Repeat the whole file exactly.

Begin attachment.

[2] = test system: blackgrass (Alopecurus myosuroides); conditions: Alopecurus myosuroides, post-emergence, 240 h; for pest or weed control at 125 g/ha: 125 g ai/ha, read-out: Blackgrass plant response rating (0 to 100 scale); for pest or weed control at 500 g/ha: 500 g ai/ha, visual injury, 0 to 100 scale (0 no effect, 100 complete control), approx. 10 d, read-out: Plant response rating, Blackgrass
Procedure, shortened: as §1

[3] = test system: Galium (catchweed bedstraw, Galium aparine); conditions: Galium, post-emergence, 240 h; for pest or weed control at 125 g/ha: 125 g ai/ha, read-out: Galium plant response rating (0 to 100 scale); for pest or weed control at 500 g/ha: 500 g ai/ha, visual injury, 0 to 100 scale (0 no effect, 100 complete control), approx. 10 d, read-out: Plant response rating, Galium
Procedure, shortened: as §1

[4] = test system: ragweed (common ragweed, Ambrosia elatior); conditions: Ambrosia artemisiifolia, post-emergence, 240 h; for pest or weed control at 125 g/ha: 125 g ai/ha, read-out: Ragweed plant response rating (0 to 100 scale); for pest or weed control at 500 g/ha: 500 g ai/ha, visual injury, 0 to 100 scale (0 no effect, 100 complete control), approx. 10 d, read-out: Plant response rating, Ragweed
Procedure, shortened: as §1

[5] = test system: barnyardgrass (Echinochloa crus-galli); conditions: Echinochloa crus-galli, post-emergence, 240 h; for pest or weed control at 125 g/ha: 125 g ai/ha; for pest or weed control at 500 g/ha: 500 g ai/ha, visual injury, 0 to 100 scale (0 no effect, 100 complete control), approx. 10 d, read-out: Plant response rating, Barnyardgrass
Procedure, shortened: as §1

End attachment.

[2] = test system: blackgrass (Alopecurus myosuroides); conditions: Alopecurus myosuroides, post-emergence, 240 h; for pest or weed control at 125 g/ha: 125 g ai/ha, read-out: Blackgrass plant response rating (0 to 100 scale); for pest or weed control at 500 g/ha: 500 g ai/ha, visual injury, 0 to 100 scale (0 no effect, 100 complete control), approx. 10 d, read-out: Plant response rating, Blackgrass
Procedure, shortened: as §1

[3] = test system: Galium (catchweed bedstraw, Galium aparine); conditions: Galium, post-emergence, 240 h; for pest or weed control at 125 g/ha: 125 g ai/ha, read-out: Galium plant response rating (0 to 100 scale); for pest or weed control at 500 g/ha: 500 g ai/ha, visual injury, 0 to 100 scale (0 no effect, 100 complete control), approx. 10 d, read-out: Plant response rating, Galium
Procedure, shortened: as §1

[4] = test system: ragweed (common ragweed, Ambrosia elatior); conditions: Ambrosia artemisiifolia, post-emergence, 240 h; for pest or weed control at 125 g/ha: 125 g ai/ha, read-out: Ragweed plant response rating (0 to 100 scale); for pest or weed control at 500 g/ha: 500 g ai/ha, visual injury, 0 to 100 scale (0 no effect, 100 complete control), approx. 10 d, read-out: Plant response rating, Ragweed
Procedure, shortened: as §1

[5] = test system: barnyardgrass (Echinochloa crus-galli); conditions: Echinochloa crus-galli, post-emergence, 240 h; for pest or weed control at 125 g/ha: 125 g ai/ha; for pest or weed control at 500 g/ha: 500 g ai/ha, visual injury, 0 to 100 scale (0 no effect, 100 complete control), approx. 10 d, read-out: Plant response rating, Barnyardgrass
Procedure, shortened: as §1